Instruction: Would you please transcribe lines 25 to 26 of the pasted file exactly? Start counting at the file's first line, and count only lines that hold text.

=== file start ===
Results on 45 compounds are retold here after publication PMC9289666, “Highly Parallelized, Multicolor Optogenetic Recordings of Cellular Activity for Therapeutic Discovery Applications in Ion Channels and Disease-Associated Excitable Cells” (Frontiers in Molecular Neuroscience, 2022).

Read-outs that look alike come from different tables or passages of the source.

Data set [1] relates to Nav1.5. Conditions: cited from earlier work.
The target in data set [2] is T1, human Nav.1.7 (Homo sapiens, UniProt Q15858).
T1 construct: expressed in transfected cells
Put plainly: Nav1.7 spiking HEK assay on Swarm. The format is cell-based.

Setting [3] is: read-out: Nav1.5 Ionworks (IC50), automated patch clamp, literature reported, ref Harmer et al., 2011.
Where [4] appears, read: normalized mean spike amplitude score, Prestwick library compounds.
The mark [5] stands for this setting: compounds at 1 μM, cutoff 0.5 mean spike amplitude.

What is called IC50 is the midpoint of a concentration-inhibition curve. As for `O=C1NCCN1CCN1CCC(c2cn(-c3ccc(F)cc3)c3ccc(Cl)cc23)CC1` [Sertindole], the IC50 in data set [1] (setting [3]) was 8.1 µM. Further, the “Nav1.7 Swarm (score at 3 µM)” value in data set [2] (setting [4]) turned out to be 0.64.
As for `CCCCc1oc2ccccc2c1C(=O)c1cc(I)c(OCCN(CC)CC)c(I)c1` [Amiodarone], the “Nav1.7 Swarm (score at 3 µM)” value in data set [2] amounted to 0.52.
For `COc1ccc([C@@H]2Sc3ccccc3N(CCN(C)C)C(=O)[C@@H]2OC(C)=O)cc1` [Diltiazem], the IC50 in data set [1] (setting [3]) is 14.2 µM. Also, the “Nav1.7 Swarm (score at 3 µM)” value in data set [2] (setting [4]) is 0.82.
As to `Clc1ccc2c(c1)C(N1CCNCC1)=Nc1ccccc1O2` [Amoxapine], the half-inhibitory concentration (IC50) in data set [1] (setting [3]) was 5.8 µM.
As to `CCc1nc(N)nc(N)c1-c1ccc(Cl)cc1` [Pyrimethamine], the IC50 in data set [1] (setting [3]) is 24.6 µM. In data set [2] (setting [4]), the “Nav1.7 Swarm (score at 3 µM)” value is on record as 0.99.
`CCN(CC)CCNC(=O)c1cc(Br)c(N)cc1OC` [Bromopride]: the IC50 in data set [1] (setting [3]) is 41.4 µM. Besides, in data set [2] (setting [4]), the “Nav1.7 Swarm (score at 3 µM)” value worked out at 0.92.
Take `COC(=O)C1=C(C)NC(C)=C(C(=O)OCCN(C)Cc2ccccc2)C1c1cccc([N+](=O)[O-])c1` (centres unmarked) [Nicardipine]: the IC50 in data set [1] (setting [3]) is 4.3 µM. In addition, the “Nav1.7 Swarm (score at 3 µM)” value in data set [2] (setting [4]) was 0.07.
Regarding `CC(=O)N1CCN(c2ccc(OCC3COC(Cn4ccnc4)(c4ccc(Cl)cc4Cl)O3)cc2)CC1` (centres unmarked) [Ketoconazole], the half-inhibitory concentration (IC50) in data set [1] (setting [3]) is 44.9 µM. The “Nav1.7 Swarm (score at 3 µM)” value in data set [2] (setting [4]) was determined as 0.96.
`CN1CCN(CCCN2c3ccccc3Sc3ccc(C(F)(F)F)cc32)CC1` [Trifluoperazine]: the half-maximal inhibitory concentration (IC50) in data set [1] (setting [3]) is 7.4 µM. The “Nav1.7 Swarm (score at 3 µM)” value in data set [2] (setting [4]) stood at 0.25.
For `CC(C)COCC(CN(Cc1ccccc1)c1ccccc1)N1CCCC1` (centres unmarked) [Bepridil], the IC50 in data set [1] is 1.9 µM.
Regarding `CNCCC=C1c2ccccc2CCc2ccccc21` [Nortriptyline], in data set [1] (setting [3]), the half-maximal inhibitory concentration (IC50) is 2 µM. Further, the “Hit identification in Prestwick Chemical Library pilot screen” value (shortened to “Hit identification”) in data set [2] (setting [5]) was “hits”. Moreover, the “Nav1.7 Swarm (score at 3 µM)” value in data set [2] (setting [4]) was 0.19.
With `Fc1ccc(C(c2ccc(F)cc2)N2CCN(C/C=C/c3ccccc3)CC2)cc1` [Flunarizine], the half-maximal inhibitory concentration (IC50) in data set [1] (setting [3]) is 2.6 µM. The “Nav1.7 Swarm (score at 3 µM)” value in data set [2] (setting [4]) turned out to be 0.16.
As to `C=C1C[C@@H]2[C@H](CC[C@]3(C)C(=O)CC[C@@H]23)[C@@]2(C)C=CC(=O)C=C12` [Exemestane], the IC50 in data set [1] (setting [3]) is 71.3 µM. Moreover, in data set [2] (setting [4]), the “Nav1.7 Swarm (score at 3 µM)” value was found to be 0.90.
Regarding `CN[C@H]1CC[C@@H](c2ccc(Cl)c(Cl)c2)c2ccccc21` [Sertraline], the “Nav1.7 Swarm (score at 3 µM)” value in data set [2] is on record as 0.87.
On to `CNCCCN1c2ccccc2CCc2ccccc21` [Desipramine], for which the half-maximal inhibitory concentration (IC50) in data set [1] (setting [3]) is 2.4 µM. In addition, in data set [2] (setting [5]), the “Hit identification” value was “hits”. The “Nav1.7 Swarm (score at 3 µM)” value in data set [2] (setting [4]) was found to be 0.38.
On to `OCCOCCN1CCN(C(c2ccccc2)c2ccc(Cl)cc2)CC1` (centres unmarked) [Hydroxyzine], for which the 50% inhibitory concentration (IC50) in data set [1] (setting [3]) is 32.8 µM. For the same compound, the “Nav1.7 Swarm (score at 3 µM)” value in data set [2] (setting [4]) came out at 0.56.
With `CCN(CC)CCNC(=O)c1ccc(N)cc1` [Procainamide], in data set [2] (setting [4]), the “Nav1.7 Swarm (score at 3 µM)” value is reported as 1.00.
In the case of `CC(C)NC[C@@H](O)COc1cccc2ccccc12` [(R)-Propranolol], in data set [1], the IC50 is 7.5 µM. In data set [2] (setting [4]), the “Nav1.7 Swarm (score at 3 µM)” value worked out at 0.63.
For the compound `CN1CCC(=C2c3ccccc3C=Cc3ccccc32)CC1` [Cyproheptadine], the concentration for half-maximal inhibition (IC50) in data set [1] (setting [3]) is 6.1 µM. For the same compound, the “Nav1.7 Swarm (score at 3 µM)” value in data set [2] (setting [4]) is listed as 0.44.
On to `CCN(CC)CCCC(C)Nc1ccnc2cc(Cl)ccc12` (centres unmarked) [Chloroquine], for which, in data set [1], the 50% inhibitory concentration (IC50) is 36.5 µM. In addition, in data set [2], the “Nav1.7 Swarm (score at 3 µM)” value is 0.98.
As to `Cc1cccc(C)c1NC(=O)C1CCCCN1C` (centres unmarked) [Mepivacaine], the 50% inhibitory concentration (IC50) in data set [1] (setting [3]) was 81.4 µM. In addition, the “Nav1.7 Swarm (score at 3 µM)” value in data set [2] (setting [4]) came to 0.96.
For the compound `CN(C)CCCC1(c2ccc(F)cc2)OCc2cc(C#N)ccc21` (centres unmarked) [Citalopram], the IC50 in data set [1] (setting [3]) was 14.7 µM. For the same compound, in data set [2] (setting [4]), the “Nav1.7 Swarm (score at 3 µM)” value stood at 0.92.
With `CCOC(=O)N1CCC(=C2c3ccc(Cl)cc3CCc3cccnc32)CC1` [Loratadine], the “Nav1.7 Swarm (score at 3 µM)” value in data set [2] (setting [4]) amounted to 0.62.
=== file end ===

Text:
On to `OCCOCCN1CCN(C(c2ccccc2)c2ccc(Cl)cc2)CC1` (centres unmarked) [Hydroxyzine], for which the 50% inhibitory concentration (IC50) in data set [1] (setting [3]) is 32.8 µM. For the same compound, the “Nav1.7 Swarm (score at 3 µM)” value in data set [2] (setting [4]) came out at 0.56.
With `CCN(CC)CCNC(=O)c1ccc(N)cc1` [Procainamide], in data set [2] (setting [4]), the “Nav1.7 Swarm (score at 3 µM)” value is reported as 1.00.